Applications of parahydrogen induced polarization (PHIP) often warrant conversion of the chemically-synthesized singlet-state spin order into net heteronuclear magnetization. In order to obtain optimal yields from the overall hyperpolarization process, catalytic hydrogenation must be tightly synchronized to subsequent radiofrequency (RF) transformations of spin order. Commercial NMR consoles are designed to synchronize applied waves on multiple channels and consequently are well-suited as controllers for these types of hyperpolarization experiments that require tight coordination of RF and non-RF events. Described here is a PHIP instrument interfaced to a portable NMR console operating with a static field electromagnet in the milliTesla regime. In addition to providing comprehensive control over chemistry and RF events, this setup condenses the PHIP protocol into a pulse-program that in turn can be readily shared in the manner of traditional pulse sequences. In this device, a TTL multiplexer was constructed to convert spectrometer TTL outputs into 24 VDC signals. These signals then activated solenoid valves to control chemical shuttling and reactivity in PHIP experiments. Consolidating these steps in a pulse-programming environment speeded calibration and improved quality assurance by enabling the B0/B1 fields to be tuned based on the direct acquisition of thermally polarized and hyperpolarized NMR signals. Performance was tested on the parahydrogen addition product of 2-hydroxyethyl propionate-1-13C-d3, where the 13C polarization was estimated to be P13C = 20 ± 2.5% corresponding to 13C signal enhancement approximately 25 million-fold at 9.1 mT or approximately 77,000-fold 13C enhancement at 3 T with respect to thermally induced polarization at room temperature.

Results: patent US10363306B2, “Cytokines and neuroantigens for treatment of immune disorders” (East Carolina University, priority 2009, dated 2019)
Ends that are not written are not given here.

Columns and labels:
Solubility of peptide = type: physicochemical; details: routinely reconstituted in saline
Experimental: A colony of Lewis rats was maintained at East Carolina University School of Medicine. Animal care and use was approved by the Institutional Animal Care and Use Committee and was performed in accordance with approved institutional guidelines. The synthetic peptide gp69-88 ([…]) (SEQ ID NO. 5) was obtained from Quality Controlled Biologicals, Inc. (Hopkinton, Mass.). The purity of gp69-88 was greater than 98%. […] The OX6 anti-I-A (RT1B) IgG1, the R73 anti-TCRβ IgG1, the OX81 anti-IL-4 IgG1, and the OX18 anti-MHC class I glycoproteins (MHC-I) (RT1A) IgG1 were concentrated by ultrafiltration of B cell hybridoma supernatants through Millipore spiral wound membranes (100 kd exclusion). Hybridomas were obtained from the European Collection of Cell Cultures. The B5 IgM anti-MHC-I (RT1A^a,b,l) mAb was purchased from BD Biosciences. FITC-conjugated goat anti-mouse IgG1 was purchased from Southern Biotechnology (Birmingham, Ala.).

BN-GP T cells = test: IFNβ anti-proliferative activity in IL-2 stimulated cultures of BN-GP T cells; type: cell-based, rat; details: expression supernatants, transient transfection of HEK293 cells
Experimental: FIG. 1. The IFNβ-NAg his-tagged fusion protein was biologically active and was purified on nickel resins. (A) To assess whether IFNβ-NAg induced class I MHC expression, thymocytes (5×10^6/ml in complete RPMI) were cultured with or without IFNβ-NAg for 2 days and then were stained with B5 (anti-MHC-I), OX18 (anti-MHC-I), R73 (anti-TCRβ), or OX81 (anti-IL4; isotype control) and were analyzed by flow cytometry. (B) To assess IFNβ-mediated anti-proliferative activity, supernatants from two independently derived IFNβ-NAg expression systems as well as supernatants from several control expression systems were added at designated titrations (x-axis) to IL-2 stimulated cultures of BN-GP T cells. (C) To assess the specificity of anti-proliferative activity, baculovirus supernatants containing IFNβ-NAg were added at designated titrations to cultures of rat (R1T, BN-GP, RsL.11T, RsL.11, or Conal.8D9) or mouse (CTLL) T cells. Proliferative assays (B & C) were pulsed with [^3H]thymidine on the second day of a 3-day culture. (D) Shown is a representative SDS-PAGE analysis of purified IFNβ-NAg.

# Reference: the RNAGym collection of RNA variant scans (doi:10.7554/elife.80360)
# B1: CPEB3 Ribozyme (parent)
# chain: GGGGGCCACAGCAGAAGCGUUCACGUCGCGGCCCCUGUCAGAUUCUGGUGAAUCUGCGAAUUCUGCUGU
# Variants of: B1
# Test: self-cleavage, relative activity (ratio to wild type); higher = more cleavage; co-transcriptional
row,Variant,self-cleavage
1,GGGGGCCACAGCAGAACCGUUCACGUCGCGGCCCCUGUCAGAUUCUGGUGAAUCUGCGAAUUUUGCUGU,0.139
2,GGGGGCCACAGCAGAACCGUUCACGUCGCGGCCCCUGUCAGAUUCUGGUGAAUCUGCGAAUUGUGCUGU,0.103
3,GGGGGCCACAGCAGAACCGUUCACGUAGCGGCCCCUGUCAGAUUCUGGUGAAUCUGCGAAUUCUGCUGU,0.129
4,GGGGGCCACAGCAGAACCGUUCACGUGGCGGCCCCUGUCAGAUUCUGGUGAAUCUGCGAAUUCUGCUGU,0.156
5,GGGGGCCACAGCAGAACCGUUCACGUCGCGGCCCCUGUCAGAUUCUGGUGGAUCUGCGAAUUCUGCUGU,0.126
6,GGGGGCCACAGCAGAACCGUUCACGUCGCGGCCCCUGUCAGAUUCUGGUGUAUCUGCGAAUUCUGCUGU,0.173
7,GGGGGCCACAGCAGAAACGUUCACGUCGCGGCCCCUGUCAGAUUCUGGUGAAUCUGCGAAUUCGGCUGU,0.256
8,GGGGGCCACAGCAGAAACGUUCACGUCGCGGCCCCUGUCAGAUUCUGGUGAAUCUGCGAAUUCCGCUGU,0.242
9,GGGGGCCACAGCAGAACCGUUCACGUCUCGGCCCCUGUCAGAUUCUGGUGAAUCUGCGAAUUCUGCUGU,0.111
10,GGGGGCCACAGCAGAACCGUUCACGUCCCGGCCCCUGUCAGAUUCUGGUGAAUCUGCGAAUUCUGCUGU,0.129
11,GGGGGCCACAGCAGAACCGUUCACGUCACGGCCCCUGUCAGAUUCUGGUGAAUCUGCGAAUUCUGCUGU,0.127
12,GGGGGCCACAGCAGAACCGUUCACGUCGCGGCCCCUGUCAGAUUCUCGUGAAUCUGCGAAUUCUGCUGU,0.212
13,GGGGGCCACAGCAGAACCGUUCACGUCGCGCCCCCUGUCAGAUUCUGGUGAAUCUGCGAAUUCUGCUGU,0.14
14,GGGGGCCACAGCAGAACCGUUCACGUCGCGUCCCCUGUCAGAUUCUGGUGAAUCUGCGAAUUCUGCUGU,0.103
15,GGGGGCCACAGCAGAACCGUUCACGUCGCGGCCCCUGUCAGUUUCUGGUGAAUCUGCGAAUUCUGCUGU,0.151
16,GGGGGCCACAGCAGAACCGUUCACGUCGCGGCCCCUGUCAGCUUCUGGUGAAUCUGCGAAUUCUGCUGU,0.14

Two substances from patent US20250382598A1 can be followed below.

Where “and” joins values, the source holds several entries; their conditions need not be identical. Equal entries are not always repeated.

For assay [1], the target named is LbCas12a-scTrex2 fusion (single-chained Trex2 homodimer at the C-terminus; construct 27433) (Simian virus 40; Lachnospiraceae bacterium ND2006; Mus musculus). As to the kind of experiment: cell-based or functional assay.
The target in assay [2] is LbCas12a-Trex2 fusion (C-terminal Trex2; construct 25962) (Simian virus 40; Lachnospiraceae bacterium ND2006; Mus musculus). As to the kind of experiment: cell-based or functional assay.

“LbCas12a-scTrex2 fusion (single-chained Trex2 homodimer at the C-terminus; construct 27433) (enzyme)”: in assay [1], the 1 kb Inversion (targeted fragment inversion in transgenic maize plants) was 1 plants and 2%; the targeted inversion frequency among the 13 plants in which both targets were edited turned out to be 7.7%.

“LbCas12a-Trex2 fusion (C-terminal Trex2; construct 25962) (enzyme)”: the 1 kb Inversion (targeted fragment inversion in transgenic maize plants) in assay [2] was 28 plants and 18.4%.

Coffey, A. M., Shchepin, R. V., Feng, B., Colon, R. D., Wilkens, K., Waddell, K. W., & Chekmenev, E. Y. (2017). A pulse programmable parahydrogen polarizer using a tunable electromagnet and dual channel NMR spectrometer. Journal of Magnetic Resonance, 284, 115–124. https://doi.org/10.1016/j.jmr.2017.09.013